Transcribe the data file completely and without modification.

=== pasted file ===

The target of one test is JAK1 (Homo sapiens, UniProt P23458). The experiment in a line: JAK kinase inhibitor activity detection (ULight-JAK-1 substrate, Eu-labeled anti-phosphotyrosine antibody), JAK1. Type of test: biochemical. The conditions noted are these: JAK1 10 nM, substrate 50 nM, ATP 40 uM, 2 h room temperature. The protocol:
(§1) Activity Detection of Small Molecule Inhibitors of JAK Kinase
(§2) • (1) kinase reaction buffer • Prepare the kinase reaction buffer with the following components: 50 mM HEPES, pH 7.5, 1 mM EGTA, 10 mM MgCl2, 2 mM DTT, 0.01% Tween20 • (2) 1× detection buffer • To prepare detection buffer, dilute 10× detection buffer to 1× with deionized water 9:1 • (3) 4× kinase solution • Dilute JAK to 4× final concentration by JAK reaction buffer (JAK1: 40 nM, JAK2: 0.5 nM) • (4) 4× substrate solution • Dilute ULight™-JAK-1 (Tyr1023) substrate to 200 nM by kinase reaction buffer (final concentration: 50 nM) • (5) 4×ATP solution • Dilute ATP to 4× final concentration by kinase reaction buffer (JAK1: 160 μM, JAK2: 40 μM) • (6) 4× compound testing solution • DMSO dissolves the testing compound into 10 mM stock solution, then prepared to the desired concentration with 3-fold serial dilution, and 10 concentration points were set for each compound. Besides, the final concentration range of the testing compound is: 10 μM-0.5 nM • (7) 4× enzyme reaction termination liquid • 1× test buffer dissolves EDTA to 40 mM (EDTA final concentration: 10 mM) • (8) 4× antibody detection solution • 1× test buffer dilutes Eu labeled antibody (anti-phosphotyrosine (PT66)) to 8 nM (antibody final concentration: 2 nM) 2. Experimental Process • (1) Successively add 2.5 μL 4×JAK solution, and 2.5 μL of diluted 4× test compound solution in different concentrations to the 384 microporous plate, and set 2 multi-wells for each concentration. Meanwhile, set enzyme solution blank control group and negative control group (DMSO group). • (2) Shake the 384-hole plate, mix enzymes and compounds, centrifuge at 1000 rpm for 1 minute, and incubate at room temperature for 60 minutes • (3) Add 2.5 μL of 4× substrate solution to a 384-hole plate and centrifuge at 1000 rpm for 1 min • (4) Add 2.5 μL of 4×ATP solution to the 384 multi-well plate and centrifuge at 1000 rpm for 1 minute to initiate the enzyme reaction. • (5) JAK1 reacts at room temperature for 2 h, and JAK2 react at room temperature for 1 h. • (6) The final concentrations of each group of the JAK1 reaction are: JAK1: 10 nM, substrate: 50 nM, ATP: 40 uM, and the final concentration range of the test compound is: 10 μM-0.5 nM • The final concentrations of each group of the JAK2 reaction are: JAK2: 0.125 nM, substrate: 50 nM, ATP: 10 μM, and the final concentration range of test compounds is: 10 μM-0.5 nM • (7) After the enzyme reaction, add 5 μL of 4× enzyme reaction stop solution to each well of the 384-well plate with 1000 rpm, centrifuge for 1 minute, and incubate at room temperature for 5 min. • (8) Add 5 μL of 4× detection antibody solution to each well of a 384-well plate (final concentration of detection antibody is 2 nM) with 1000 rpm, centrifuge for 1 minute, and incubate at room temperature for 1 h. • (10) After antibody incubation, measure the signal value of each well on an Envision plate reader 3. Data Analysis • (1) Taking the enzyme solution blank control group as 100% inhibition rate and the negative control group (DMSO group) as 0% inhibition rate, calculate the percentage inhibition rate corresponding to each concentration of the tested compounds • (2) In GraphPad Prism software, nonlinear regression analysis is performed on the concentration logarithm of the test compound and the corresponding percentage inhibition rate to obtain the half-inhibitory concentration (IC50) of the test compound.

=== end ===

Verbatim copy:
The target of one test is JAK1 (Homo sapiens, UniProt P23458). The experiment in a line: JAK kinase inhibitor activity detection (ULight-JAK-1 substrate, Eu-labeled anti-phosphotyrosine antibody), JAK1. Type of test: biochemical. The conditions noted are these: JAK1 10 nM, substrate 50 nM, ATP 40 uM, 2 h room temperature. The protocol:
(§1) Activity Detection of Small Molecule Inhibitors of JAK Kinase
(§2) • (1) kinase reaction buffer • Prepare the kinase reaction buffer with the following components: 50 mM HEPES, pH 7.5, 1 mM EGTA, 10 mM MgCl2, 2 mM DTT, 0.01% Tween20 • (2) 1× detection buffer • To prepare detection buffer, dilute 10× detection buffer to 1× with deionized water 9:1 • (3) 4× kinase solution • Dilute JAK to 4× final concentration by JAK reaction buffer (JAK1: 40 nM, JAK2: 0.5 nM) • (4) 4× substrate solution • Dilute ULight™-JAK-1 (Tyr1023) substrate to 200 nM by kinase reaction buffer (final concentration: 50 nM) • (5) 4×ATP solution • Dilute ATP to 4× final concentration by kinase reaction buffer (JAK1: 160 μM, JAK2: 40 μM) • (6) 4× compound testing solution • DMSO dissolves the testing compound into 10 mM stock solution, then prepared to the desired concentration with 3-fold serial dilution, and 10 concentration points were set for each compound. Besides, the final concentration range of the testing compound is: 10 μM-0.5 nM • (7) 4× enzyme reaction termination liquid • 1× test buffer dissolves EDTA to 40 mM (EDTA final concentration: 10 mM) • (8) 4× antibody detection solution • 1× test buffer dilutes Eu labeled antibody (anti-phosphotyrosine (PT66)) to 8 nM (antibody final concentration: 2 nM) 2. Experimental Process • (1) Successively add 2.5 μL 4×JAK solution, and 2.5 μL of diluted 4× test compound solution in different concentrations to the 384 microporous plate, and set 2 multi-wells for each concentration. Meanwhile, set enzyme solution blank control group and negative control group (DMSO group). • (2) Shake the 384-hole plate, mix enzymes and compounds, centrifuge at 1000 rpm for 1 minute, and incubate at room temperature for 60 minutes • (3) Add 2.5 μL of 4× substrate solution to a 384-hole plate and centrifuge at 1000 rpm for 1 min • (4) Add 2.5 μL of 4×ATP solution to the 384 multi-well plate and centrifuge at 1000 rpm for 1 minute to initiate the enzyme reaction. • (5) JAK1 reacts at room temperature for 2 h, and JAK2 react at room temperature for 1 h. • (6) The final concentrations of each group of the JAK1 reaction are: JAK1: 10 nM, substrate: 50 nM, ATP: 40 uM, and the final concentration range of the test compound is: 10 μM-0.5 nM • The final concentrations of each group of the JAK2 reaction are: JAK2: 0.125 nM, substrate: 50 nM, ATP: 10 μM, and the final concentration range of test compounds is: 10 μM-0.5 nM • (7) After the enzyme reaction, add 5 μL of 4× enzyme reaction stop solution to each well of the 384-well plate with 1000 rpm, centrifuge for 1 minute, and incubate at room temperature for 5 min. • (8) Add 5 μL of 4× detection antibody solution to each well of a 384-well plate (final concentration of detection antibody is 2 nM) with 1000 rpm, centrifuge for 1 minute, and incubate at room temperature for 1 h. • (10) After antibody incubation, measure the signal value of each well on an Envision plate reader 3. Data Analysis • (1) Taking the enzyme solution blank control group as 100% inhibition rate and the negative control group (DMSO group) as 0% inhibition rate, calculate the percentage inhibition rate corresponding to each concentration of the tested compounds • (2) In GraphPad Prism software, nonlinear regression analysis is performed on the concentration logarithm of the test compound and the corresponding percentage inhibition rate to obtain the half-inhibitory concentration (IC50) of the test compound.